The SLY-FANNER MURDER CASE occupies a significant place in the annals of Cleveland-area police work, testimony to the importance of persistence. The crime occurred 31 Dec. 1920. On that day Wilfred C. Sly and George K. Fanner, principals in the Sly-Fanner Manufacturing Co., were gunned down in cold blood during a robbery. Sly and Fanner had gone to the bank to collect the cash for that afternoon's payroll. As they were returning to their plant, their car was forced off W. 47th St. where it crosses over the railroad tracks. There the bandits gunned them down, escaping with the payroll.
The robbery/murder was the work of 5 professional thugs. One of the cars used in the crime had been tentatively identified, and by that evening 4 of the gangsters had been arrested. Without direct evidence to connect them to the crime, however, the police were forced to release them. Nonetheless, the wheels of justice had begun to turn. In March 1922 one suspect was arrested in Los Angeles. He confessed and implicated the 4 others. He was brought back to Cleveland, where another was arrested, and a third was found in Detroit. All 3 were tried and convicted. Two gang members remained free. One was traced to Mexico, where Cleveland detectives went to apprehend him. He was returned and convicted in June 1922.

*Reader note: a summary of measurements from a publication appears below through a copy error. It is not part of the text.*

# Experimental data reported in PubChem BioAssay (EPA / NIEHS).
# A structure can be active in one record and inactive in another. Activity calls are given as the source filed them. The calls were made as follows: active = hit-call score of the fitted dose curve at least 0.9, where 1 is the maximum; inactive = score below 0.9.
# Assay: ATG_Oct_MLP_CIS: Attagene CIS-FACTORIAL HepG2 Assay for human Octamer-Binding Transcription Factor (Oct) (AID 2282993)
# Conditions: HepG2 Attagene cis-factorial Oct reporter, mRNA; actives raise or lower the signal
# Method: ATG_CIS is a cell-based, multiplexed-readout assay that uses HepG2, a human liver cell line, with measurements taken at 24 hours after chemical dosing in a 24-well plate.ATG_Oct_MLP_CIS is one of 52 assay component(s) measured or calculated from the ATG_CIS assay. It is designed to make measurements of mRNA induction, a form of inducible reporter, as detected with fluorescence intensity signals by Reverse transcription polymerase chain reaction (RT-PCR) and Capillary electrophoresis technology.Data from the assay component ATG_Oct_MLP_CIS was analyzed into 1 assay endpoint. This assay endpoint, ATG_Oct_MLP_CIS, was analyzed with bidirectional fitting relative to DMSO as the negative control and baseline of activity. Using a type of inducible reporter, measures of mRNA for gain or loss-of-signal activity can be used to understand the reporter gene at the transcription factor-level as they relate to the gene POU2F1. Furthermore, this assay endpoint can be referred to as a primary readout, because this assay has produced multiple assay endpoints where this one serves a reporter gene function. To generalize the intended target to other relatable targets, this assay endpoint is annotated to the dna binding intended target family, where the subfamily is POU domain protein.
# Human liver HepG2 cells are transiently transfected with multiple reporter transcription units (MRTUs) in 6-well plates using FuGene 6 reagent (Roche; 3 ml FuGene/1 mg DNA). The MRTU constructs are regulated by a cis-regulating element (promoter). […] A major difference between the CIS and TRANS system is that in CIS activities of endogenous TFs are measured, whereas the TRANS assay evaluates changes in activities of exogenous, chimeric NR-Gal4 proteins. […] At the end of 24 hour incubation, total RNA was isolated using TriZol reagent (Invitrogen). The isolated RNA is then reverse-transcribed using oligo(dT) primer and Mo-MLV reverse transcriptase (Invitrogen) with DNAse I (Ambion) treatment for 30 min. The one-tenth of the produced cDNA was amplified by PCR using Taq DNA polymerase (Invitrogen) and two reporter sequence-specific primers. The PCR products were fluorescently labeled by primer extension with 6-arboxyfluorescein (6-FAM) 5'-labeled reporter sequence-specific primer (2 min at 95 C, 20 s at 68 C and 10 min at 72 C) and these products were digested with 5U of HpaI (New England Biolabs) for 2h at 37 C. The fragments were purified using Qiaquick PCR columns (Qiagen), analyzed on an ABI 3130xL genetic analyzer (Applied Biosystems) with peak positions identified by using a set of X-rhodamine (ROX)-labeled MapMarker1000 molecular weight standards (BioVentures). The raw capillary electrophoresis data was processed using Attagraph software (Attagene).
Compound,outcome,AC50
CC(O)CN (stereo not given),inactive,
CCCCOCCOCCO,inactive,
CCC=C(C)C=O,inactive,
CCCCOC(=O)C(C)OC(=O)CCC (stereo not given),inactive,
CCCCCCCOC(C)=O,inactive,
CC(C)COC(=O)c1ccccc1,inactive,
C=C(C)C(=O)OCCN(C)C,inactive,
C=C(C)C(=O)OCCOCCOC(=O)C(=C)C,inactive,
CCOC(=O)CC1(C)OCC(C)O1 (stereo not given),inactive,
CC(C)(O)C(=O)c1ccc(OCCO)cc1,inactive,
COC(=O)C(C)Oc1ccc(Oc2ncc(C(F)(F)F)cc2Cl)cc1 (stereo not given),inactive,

The remaining suspect, Angelo Amato, was traced to Italy, but there he disappeared. In 1934 he resurfaced to attend a funeral. He was arrested, but as an Italian citizen had to stand trial in Italy; Cleveland police went there to testify. On 11 April 1935 a guilty verdict was handed down. It had taken 15 years, but the wheels of justice were finally able to rest.